Australian corporate reporting season is now officially behind us, and though I haven’t seen any research compiled on the overall net bias, my gut feel would be to say that in large part it was disappointing.
The outlook statements from a slew of companies pointed to the softening domestic outlook, and yet our market still sits within 3% of a 10-year high, just under 6200.
Don’t regret your chance to raise cash domestically while the going is good.
December Quarter GDP next week is very important
Next week is a seriously important week for Australian investors in my opinion, because on Wednesday we get the December quarter GDP figures.
Now, I haven’t paid much attention to a GDP figure in over 20 years of investment because the data is usually so old as to be uninformative (we are now in March, yet next Wed we will be assessing cumulative data from as far back as early October), however next week’s release has the potential to be quite important as weakness in the figures could trigger a more widespread call for interest rate cuts, and a resulting fall in the Australian Dollar and in Australian share-markets.
The September quarter GDP figure saw a rise of +0.3%, which was the slowest growth in 2-years, and economists are looking for a similar 0.4% type rise in December. This would give annualized growth of around 2.7-2.8%.
However, the risk as far as I see it is for a weaker set of figures, or indeed further deterioration in other quarterly indicators such as the national savings rate or other measures of household indebtedness.
Our local economy is now backsliding, and it will become more and more apparent as the year goes on.
It is very possible that this headline economic release on Wednesday proves a catalyst for wider agreement on the deteriorating economy.
China – a significant shift in investor momentum last month
Year-to-date Chinese mainland equities are up over +20%, buoyed by a heavy bout of monetary stimulus and renewed expectation for a resolution to trade issues with the U.S.
Our international portfolios are OVERWEIGHT Asia, though as yet we don’t feel like we have captured the outperformance we ought to have, as the funds we have invested in have been more conservative in their portfolio construction.
That being said, we feel confident that it is just a matter of time before we see a strong uptick in relative performance.
Just this morning the MSCI (Morgan Stanley Capital International) announced a very significant upweight of Chinese mainland equities in their global benchmark indices, sketching out a plan to raise the allocation to China A-shares FOUR-FOLD over the coming year.
This is a huge step forward for China’s ability to attract foreign capital, since an increased weight in these important indices will force international investors to buy more China A-shares to mirror the index.
On the open, Chinese mainland equities are up a further 0.5%, taking their gain for the week to 5.2%
Next week in China the annual National People’s Congress meets, with the headline outcome the 2019 growth target – most analysts expect a figure near enough to 6%.
Additionally, we will see multiple announcements of additional economic reforms and work plans for specific industries released alongside this, with again, analysts expecting confirmation of plans to reduce the national consumption tax (VAT) by anywhere between 2% and 5% as a means to spur increased household expenditure.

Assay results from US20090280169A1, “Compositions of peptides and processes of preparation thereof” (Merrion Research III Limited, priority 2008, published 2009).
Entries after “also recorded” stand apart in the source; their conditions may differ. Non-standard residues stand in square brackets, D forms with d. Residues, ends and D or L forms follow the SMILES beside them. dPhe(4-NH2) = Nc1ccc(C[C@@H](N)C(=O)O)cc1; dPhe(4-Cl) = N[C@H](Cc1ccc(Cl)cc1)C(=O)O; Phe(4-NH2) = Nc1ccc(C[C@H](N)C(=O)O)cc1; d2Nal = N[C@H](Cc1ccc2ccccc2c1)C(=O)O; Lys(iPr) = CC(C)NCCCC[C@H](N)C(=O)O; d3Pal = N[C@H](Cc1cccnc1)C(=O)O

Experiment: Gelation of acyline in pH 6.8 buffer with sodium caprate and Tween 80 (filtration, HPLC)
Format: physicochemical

Afterpay (APT) – flying
After jumping almost +20% on Monday in response to a favourable ruling from the Senate hearing into the alternative credit sphere, APT’s +10% rise on the week seems quite pedestrian now that it’s all said and done.
Not that we’re disappointed.
On Tuesday, APT released their results which continued to demonstrate the viral rates of growth we have come to expect, but more so, that the growth was constructive and of high quality.
APT is now at 3.2m users, 900,000 of them in the U.S – up from a May 2018 standing start in the U.S.
Profitability was strong in spite of APT’s decision to cap late fees, and in spite the dilutive effect on net transaction margins from the start up in the U.S (new users use the system less frequently and in smaller volume than returning customers).
The company set a target for 2022 to achieve $20bn in underlying sales value (on which they receive their ~4% clip) which is a 5x fold increase on current numbers, but in truth, I think even this number will be over-achieved at the current take-up rate.
The group plan to launch in the UK in the coming months and will again partner with Urban Outfitters as a key launch retailer, meaning that we should continue to see some great ongoing feedback for growth during the half.
I think the stock is worth $25+ and feel very confident this is something we can achieve in 2019 even in spite of my more cautious market and economic view for Australia.
SEEK (SEK) – encouraging to see China investment reaping rewards
SEK showed a rapid uptick in revenue growth from its Chinese jobs business this half, justifying their strategy of heavy investment in recent years.
The local business however seems to be peaking, and the company alluded, like many others in recent weeks, to a softening in business conditions in the months to come.
SEK has already underperformed the market by -20% or so in the past 6 months, so I think the stock manages to hold ground here with the strong China performance counterbalancing the weakening domestic environment.
We love the long-term story and are pleased with this week’s +8% rise.
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